As you’re likely aware of, US citizens have an obligation to report worldwide income, no matter where you live – and this can possibly lead to paying taxes and in some cases, double taxation, if your host country also has a filing requirement. Fortunately, the US provides several tools to taxpayers in the form of treaties, credits, deductions and exclusions that help prevent being double taxed. Additionally, there are a small number of foreign countries that have no personal income tax – which means you could potentially eliminate your liability for US expatriate taxes! Read on for details.
Understanding Your US Filing Requirement
As mentioned above, all US citizens must file a US Tax Return regardless of whether you’re living in the US or not, if you meet the filing thresholds. For your 2016 US expatriate taxes, the income thresholds are:
- Single: $10,350
- Married Filing Separately: $4,050
- Married Filing Jointly: $20,700
- Self-Employed: $400
You can see all 2016 tax filing requirements on the IRS website here. Fortunately, there are several ways to reduce or eliminate your US tax liability – one of the most popular options for expats being the Foreign Earned Income Exclusion (FEIE). This allows you to exclude the first $101,300 of foreign income from your 2016 US expat taxes. You must qualify for either the Physical Presence Test or Bona Fide Residence Test in order to take advantage of the FEIE. Download a US expat tax guide for more details on the FEIE and other ways to save on your taxes.
You may also want to take advantage of the Foreign Tax Credit (FTC), which is a dollar-for-dollar reduction of your US tax liability on foreign earned income. You can’t take the FTC on income you’ve already excluded with the FEIE, so you should determine which one would save you more – or use the FTC for income earned above the FEIE exclusion amount. Learn more about the Foreign Tax Credit here.
Living in No-Tax Zones
When deciding where you’d like to start your adventure abroad, choosing a country that’s a ‘tax-free zone’ may not have been on your radar – but there are certainly advantages to doing so! If your host country has no personal income tax, there’s a chance you could entirely eliminate your tax liability, since you may be able to exclude all income from your US expatriate taxes with the credits, deductions and exclusions provided by the IRS. So, you’re probably wondering which locations are tax-free…here’s the full list:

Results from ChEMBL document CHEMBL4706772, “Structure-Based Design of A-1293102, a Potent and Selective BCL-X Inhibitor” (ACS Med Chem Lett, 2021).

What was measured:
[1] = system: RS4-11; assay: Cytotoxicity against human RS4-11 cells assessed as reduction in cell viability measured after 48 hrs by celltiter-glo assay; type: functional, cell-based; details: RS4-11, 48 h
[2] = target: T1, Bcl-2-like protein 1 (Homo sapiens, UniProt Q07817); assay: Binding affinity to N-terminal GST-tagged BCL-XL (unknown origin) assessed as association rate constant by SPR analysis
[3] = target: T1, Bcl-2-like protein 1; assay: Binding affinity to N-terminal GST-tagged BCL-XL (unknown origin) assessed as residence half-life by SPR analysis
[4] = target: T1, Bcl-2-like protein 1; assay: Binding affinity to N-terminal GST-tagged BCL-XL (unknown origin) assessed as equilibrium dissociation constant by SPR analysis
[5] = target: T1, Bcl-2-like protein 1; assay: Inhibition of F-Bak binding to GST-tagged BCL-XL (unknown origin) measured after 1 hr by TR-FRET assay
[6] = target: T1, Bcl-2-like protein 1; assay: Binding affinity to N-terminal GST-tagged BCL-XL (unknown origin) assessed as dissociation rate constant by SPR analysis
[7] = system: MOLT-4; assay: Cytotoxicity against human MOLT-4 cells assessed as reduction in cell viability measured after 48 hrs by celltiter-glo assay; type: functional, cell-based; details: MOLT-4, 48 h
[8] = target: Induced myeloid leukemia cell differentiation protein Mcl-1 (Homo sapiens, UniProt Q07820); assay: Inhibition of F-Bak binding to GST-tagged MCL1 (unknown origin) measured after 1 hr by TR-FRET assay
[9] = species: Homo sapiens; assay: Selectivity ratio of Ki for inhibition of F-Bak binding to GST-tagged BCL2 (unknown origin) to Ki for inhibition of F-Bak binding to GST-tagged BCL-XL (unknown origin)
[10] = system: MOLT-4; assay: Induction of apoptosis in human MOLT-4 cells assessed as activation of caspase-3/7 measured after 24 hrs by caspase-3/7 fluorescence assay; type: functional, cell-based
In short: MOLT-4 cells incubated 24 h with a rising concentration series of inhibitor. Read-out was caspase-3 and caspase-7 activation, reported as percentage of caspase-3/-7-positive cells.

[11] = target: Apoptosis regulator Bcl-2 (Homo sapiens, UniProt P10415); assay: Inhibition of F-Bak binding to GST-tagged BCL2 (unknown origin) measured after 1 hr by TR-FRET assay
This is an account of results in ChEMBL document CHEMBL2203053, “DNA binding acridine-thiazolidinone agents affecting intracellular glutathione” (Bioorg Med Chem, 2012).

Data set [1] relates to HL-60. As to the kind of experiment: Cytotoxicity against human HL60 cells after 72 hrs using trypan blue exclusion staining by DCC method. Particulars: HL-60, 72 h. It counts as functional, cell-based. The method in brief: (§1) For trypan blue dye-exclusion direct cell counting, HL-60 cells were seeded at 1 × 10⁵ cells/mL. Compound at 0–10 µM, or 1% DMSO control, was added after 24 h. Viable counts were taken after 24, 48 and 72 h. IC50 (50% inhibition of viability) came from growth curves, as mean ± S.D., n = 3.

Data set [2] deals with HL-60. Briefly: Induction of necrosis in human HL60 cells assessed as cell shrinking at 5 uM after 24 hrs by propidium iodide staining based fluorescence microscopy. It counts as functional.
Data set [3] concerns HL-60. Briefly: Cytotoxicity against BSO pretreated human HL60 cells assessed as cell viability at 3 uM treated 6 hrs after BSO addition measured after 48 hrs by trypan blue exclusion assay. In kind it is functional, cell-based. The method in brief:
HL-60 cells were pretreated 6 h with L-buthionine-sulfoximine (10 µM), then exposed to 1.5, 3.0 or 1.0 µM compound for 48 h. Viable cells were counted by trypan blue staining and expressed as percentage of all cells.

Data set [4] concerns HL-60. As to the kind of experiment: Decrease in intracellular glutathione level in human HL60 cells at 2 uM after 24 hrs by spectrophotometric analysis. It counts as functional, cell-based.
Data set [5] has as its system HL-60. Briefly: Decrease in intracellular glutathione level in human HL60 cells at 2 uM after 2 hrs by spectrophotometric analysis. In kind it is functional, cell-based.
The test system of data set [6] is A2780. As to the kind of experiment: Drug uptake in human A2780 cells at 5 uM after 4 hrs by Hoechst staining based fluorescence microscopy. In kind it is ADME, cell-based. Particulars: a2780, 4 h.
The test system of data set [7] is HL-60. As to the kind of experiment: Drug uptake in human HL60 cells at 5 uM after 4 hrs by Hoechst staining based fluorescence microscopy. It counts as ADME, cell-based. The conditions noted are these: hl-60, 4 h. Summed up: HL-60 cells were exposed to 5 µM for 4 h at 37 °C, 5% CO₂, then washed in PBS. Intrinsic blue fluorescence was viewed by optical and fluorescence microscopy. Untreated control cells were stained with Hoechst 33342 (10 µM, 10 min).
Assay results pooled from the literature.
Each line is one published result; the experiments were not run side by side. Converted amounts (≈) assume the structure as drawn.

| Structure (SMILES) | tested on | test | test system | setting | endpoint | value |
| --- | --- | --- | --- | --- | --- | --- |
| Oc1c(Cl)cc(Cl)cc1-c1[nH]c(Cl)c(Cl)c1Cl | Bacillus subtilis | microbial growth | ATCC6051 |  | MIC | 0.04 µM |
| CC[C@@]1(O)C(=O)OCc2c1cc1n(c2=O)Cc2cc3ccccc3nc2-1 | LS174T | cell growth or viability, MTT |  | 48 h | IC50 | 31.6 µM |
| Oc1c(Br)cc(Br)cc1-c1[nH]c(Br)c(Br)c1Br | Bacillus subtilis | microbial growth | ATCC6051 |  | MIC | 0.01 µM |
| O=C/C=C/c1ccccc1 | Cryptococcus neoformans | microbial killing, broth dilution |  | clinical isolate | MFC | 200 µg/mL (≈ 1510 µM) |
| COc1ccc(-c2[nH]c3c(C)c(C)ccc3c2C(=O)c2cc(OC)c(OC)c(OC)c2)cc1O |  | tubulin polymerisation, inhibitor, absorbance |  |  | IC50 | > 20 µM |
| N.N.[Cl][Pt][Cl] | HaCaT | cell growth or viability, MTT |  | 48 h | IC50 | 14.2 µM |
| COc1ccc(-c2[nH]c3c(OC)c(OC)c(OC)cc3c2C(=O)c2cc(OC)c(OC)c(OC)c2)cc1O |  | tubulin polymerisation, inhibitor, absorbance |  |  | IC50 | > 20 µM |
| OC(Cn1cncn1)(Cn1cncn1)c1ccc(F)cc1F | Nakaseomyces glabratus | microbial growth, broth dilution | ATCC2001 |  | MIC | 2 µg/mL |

- The Bahamas
- Cayman Islands
- Saudi Arabia
- United Arab Emirates
US Expat Tax Deadlines to Know
If you happen to live in one of the places above, you’ll be fortunate to not have a filing requirement in your host country – but don’t forget to file your US expatriate taxes! Here are the deadlines you should be aware of this year.
- April 18: This is known as ‘Tax Day’ for most Americans, but US expats receive an automatic two-month extension for filing their tax return. Do note, though, that any taxes owed are due by this date or interest will begin to accrue.
- June 15: This is the expat tax deadline for Americans living overseas. If you need more time, you can also request an extension by this date, which gives you until the October 16th deadline to file.
- October 16: This is the final tax deadline if you requested an extension.
You should also be aware of Foreign Bank Account Report (FBAR) and FATCA Form 8938 filing requirements (get the details in this article). Both of these will follow the expat tax deadlines this year. However, while Form 8938 accompanies your US expatriate taxes, your FBAR will need to be submitted to the US Treasury Department.
Need Help Filing Your US Expatriate Taxes?
One of our expat-expert accountants will be happy to assist you with your expat tax filing needs to ensure you’re taking advantage of all the savings applicable to your tax situation. Get started on your expat taxes now and gain unbeatable peace of mind!